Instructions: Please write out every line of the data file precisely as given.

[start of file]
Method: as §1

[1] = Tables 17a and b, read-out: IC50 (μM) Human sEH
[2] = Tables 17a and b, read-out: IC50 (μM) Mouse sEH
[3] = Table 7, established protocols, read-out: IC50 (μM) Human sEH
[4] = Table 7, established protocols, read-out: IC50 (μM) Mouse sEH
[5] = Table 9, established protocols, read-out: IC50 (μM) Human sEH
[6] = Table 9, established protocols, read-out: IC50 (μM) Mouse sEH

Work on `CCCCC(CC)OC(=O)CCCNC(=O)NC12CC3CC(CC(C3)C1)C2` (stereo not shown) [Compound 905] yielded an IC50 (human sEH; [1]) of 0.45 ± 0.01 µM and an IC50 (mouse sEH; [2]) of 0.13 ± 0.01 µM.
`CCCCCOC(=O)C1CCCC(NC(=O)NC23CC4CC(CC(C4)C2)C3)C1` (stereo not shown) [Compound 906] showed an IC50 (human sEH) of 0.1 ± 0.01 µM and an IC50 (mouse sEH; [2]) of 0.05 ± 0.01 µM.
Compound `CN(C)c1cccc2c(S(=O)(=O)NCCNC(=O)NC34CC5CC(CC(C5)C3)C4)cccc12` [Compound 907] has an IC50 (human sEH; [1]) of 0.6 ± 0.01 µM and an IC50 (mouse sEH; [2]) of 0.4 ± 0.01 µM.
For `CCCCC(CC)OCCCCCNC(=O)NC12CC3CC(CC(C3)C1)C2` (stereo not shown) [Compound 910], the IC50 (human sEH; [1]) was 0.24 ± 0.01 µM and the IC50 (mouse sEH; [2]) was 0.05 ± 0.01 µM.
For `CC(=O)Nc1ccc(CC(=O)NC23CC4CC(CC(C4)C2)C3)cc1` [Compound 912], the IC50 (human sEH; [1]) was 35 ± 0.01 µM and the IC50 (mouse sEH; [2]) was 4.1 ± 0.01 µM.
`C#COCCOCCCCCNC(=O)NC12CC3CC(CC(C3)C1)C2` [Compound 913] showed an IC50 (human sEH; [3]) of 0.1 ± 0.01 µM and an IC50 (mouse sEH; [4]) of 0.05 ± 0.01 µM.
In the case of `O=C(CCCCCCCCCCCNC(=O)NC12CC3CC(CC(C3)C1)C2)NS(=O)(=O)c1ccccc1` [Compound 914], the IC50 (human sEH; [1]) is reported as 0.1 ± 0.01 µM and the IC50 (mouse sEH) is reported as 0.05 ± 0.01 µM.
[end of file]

Method: as §1

[1] = Tables 17a and b, read-out: IC50 (μM) Human sEH
[2] = Tables 17a and b, read-out: IC50 (μM) Mouse sEH
[3] = Table 7, established protocols, read-out: IC50 (μM) Human sEH
[4] = Table 7, established protocols, read-out: IC50 (μM) Mouse sEH
[5] = Table 9, established protocols, read-out: IC50 (μM) Human sEH
[6] = Table 9, established protocols, read-out: IC50 (μM) Mouse sEH

Work on `CCCCC(CC)OC(=O)CCCNC(=O)NC12CC3CC(CC(C3)C1)C2` (stereo not shown) [Compound 905] yielded an IC50 (human sEH; [1]) of 0.45 ± 0.01 µM and an IC50 (mouse sEH; [2]) of 0.13 ± 0.01 µM.
`CCCCCOC(=O)C1CCCC(NC(=O)NC23CC4CC(CC(C4)C2)C3)C1` (stereo not shown) [Compound 906] showed an IC50 (human sEH) of 0.1 ± 0.01 µM and an IC50 (mouse sEH; [2]) of 0.05 ± 0.01 µM.
Compound `CN(C)c1cccc2c(S(=O)(=O)NCCNC(=O)NC34CC5CC(CC(C5)C3)C4)cccc12` [Compound 907] has an IC50 (human sEH; [1]) of 0.6 ± 0.01 µM and an IC50 (mouse sEH; [2]) of 0.4 ± 0.01 µM.
For `CCCCC(CC)OCCCCCNC(=O)NC12CC3CC(CC(C3)C1)C2` (stereo not shown) [Compound 910], the IC50 (human sEH; [1]) was 0.24 ± 0.01 µM and the IC50 (mouse sEH; [2]) was 0.05 ± 0.01 µM.
For `CC(=O)Nc1ccc(CC(=O)NC23CC4CC(CC(C4)C2)C3)cc1` [Compound 912], the IC50 (human sEH; [1]) was 35 ± 0.01 µM and the IC50 (mouse sEH; [2]) was 4.1 ± 0.01 µM.
`C#COCCOCCCCCNC(=O)NC12CC3CC(CC(C3)C1)C2` [Compound 913] showed an IC50 (human sEH; [3]) of 0.1 ± 0.01 µM and an IC50 (mouse sEH; [4]) of 0.05 ± 0.01 µM.
In the case of `O=C(CCCCCCCCCCCNC(=O)NC12CC3CC(CC(C3)C1)C2)NS(=O)(=O)c1ccccc1` [Compound 914], the IC50 (human sEH; [1]) is reported as 0.1 ± 0.01 µM and the IC50 (mouse sEH) is reported as 0.05 ± 0.01 µM.